Grim said...

Niceness can be a veneer or it can be a fundamental part of who you are. Niceness and deference to authority figures are different qualities altogether.

They are conflating "niceness" with "agreeability," and that also with "deference to authority." That's problematic, as you say. Those qualities may not be the same thing -- it's possible to imagine someone who is perfectly nice, but won't give you an inch if he doesn't think you're right, and doesn't care if authority disagrees with him either.

Cass said...

Do you remember where and when we had that conversation about SoA? I remember it a little differently.

No, I don't remember where it was (other than "here, on one of your posts", though I can't find it using Google). Maybe I'm "dismembering" and it was at my place?

I did a quick Google and found an FBI report on criminal gangs. They have two classifications of biker gangs - One Percenters (serious criminals) and OMGs - I kid you not - which appear to be less serious.

I think it may be a bigger problem than you think:

44K members nationwide, about 3000 gangs. Here's the link:

http://www.fbi.gov/stats-services/publications/2011-national-gang-threat-assessment/2011-national-gang-threat-assessment-emerging-trends

Cass said...

They are conflating "niceness" with "agreeability," and that also with "deference to authority." That's problematic, as you say. Those qualities may not be the same thing -- it's possible to imagine someone who is perfectly nice, but won't give you an inch if he doesn't think you're right, and doesn't care if authority disagrees with him either.

That would be me :p

Causes me no end of trouble at work and almost resulting in my quitting a job I've held for 15 years last week.

I've lost track of the issues where I've found myself alone or nearly alone on one side of a dispute, yet I prize "niceness" highly. And I'll disagree - nicely, but forcefully nonetheless :p

Grim said...

You know, that report is strange -- it says both "300" in its opening matter, and "3000" later in the report. I'm not sure which one is the typo, because I don't know if they're counting separate charters of the groups as individual "gangs" or not. Of course, the clubs themselves don't consider themselves gangs -- you get "OMG" from "Outlaw Motorcycle Gang" because the FBI is calling them that, not because they do. There's a danger that the FBI is painting them as organized crime whether or not any actual crime goes on.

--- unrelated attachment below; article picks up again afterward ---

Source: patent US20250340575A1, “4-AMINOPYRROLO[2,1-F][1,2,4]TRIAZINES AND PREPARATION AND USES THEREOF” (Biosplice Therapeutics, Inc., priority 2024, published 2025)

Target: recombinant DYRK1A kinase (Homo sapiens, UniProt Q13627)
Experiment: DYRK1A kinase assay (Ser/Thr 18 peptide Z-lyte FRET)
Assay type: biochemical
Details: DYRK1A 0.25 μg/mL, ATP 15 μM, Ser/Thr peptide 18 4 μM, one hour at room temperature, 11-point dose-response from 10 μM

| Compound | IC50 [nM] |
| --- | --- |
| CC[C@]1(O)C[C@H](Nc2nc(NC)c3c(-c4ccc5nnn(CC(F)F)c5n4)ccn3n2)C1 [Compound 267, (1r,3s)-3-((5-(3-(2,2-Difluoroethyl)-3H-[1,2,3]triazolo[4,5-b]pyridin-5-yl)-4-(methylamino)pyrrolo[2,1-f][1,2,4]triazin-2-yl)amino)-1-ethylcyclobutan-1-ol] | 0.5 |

Similarly, the report seems to have its facts mixed up. The one group they mention in Georgia -- the Vagos -- is a group I've never seen anywhere. The Vagos website says they have a single Florida charter but no charter in Georgia, and that compares to many, many charters in California and Mexico.

So I don't know how well the FBI understands outlaw clubs. My guess from what I've seen is that there are a few charters of some of the more infamous clubs that are really into crime in a serious way -- have taken over drug distribution for a minor city or neighborhood, say -- and a lot more charters/chapters of 1% clubs who are not. I suspect that's true even among the Hells Angels or the Outlaws.

Again, actual violence is way down across the board. If there were 44,000 Mad Max style gangsters roaming the land, we'd see it in the news a lot more often. What we see in the news instead is more like this report from this week:

At first glance, Douglas Peters was a sturdy biker. But at heart, the Algonquin 43-year-old, who handled security for the Dekalb chapter of the Outlaws motorcycle club, was a "big teddy bear," members say.

"He was a good brother," said one member who identified himself as "Westside Dan."

Peters was killed last week in a motorcycle accident in Marseilles shortly after riding in the Illinois Motorcycle Freedom Run, a show of support for military families ending at the Middle East Conflicts War Memorial.

Elise said...

Yes, my big question is how they're defining/measuring "conscientiousness" and "agreeableness". I suspect their niceness/conscientiousness scale is actually measuring something more accurately described as "people-pleasing" but that's just a guess.

Grim said...

According to the abstract of the paper, Elise, they're using the Big Five questionnaire to define those two terms.

Now, it's an open question whether the Big Five are in any sense really valid subdivisions of personality. It's just an attempt to standardize the traits being asked about across psychology, but I'm not at all convinced that they've chopped the personality into the right bits. :)

David Foster said...

As is common in media reports on social-science studies, numbers are missing. What does "more likely" mean?....a change from 30% compliance to 32% compliance, or from 32% to 60%?

To the extent that the effect is meaningfully large. it would be supportive of the (apparently fairly common) view of women who say that "nice guys" are not to be trusted.